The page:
And all the while for every grief,
    Each suffering, I craved relief
    With individual desire, –
    Craved all in vain! And felt fierce fire
    About a thousand people crawl;
    Perished with each, — then mourned for all!”
    Edna St. Vincent Millay, Renascence and Other Poems

  • #12
    Mark Twain
    “It is a time when one’s spirit is subdued and sad, one knows not why; when the past seems a storm-swept desolation, life a vanity and a burden, and the future but a way to death. It is a time when one is filled with vague longings; when one dreams of flight to peaceful islands in the remote solitudes of the sea, or folds his hands and says, What is the use of struggling, and toiling and worrying any more? let us give it all up.”
    Mark Twain, The Gilded Age

  • #13
    Christina Rossetti
    “Fallen from sonship, beggared of grace,
    Grant me. Father, a servant’s place. ”
    Christina Rossetti, Poems of Christina Rossetti

  • #14
    Pope Benedict XVI
    “Remaining" is an essential part… What the Church Fathers call perseverantia–patient steadfastness in communion with the Lord amid all the vicissitudes of life–is placed center stage here. Initial enthusiasm is easy. Afterward, though, it is time to stand firm, even along the monotonous desert paths that we are called upon to traverse in this life–with the patience it takes to tread evenly, a patience in which the romanticism of the initial awakening subsides, so that only the deep, pure Yes of faith remains. This is the way to produce good wine.”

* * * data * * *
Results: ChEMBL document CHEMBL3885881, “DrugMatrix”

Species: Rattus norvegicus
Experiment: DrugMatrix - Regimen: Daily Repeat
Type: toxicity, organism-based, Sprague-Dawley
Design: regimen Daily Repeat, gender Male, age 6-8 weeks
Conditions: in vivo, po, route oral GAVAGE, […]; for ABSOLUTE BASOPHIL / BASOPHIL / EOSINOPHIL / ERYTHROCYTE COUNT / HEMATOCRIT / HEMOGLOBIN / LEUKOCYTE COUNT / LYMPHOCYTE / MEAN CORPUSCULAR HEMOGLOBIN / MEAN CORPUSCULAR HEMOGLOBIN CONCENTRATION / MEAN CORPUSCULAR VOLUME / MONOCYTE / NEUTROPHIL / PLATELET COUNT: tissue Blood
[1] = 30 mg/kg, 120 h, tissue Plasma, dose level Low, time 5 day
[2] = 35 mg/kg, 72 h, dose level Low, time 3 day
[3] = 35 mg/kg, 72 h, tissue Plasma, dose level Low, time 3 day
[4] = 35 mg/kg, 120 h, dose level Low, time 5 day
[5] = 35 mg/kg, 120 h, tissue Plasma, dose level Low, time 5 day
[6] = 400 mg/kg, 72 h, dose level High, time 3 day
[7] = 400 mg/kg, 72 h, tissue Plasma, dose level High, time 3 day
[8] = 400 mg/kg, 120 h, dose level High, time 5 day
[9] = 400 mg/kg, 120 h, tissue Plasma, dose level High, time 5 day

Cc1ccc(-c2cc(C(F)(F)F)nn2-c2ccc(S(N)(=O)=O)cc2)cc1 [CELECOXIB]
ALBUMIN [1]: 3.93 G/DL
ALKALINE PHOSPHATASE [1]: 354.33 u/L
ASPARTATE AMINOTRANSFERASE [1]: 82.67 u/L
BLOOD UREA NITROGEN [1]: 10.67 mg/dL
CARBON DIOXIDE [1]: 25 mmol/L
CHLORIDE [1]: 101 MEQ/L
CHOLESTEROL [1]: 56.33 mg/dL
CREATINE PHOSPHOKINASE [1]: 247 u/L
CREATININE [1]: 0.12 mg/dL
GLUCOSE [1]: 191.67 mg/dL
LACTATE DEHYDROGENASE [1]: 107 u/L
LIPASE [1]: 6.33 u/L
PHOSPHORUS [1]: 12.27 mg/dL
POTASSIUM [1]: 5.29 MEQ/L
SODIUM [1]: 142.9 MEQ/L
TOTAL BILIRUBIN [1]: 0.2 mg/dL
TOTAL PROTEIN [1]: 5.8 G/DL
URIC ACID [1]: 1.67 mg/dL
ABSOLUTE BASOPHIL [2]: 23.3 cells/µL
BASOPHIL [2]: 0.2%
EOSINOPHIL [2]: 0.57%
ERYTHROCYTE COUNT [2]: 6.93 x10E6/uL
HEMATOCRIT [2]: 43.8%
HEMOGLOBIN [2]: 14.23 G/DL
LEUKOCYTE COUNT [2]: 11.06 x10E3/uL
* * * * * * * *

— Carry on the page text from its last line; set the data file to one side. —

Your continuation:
Pope Benedict XVI

  • #15
    E.M. Forster
    “Expansion. That is the idea the novelist must cling to. Not completion. Not rounding off, but opening out.”
    E.M. Forster, Aspects of the Novel

  • #16
    Anaïs Nin
    “I, with a deeper instinct, choose a man who compels my strength, who makes enormous demands on me, who does not doubt my courage or my toughness, who does not believe me naïve or innocent, who has the courage to treat me like a woman.”
    Anaïs Nin

  • #17
    Mother Teresa
    “As for me, the silence and the emptiness is so great, that I look and do not see, — Listen and do not hear — the tongue moves but does not speak … I want you to pray for me — that I let Him have free hand.”
    Mother Teresa

  • #19
    Ray Bradbury
    “I think the sun is a flower,
    That blooms for just one hour.”
    Ray Bradbury, All Summer in a Day

  • #20
    Holling Clancy Holling
    “In the canoe, the Indian smiled. Once he paused in a stroke, and rested his blade. For that instant he looked like his own Paddle. There was a song in his heart. It crept to his lips, but only the water and the wind could hear.

    You, Little Traveler! You made the journey, the Long Journey. You now know the things I have yet to know. You, Little Traveler! You were given a name, a true name in my father’s lodge. Good Medicine, Little Traveler! You are truly a Paddle Person, a Paddle-to-the-Sea!”
    Holling Clancy Holling, Paddle-to-the-Sea

  • #21
    Thomas Merton
    “There is no greater disaster in the spiritual life than to be immersed in unreality, for life is maintained and nourished in us by our vital relation with realities outside and above us.”